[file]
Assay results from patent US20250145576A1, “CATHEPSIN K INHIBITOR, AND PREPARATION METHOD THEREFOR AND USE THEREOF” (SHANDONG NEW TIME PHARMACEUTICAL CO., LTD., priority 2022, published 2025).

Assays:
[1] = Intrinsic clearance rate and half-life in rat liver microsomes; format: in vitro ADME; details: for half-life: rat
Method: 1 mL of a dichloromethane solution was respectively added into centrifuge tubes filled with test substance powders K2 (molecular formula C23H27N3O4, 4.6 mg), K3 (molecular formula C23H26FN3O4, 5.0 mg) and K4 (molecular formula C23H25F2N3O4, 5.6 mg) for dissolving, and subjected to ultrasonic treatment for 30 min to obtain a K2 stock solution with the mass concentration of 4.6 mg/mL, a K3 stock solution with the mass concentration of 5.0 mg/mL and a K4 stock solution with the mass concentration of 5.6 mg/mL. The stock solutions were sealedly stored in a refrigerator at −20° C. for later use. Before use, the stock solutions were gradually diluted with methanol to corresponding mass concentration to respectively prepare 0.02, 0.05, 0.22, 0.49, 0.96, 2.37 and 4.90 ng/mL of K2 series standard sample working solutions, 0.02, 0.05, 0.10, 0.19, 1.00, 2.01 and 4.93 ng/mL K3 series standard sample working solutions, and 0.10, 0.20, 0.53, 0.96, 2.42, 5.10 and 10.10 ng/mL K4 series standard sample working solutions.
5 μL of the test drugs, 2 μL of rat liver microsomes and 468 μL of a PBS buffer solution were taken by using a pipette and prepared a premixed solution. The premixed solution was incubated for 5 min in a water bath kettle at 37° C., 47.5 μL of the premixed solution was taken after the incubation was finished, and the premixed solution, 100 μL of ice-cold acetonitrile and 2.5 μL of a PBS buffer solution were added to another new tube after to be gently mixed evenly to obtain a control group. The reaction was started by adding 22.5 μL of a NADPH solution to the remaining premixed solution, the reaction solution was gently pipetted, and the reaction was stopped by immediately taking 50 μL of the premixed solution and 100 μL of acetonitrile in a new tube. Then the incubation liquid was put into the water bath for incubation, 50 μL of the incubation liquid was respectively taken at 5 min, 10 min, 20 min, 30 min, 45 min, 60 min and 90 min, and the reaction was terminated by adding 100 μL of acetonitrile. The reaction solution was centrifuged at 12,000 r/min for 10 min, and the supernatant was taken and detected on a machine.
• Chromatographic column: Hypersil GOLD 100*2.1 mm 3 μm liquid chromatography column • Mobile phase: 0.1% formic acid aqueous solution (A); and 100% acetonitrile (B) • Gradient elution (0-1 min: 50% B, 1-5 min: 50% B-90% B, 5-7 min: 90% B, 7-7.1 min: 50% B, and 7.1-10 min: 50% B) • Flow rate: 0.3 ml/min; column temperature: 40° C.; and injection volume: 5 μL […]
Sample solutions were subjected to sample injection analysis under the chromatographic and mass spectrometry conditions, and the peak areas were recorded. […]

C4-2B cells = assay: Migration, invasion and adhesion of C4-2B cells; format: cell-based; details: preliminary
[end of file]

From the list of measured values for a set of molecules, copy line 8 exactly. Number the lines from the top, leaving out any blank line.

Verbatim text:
C4-2B cells = assay: Migration, invasion and adhesion of C4-2B cells; format: cell-based; details: preliminary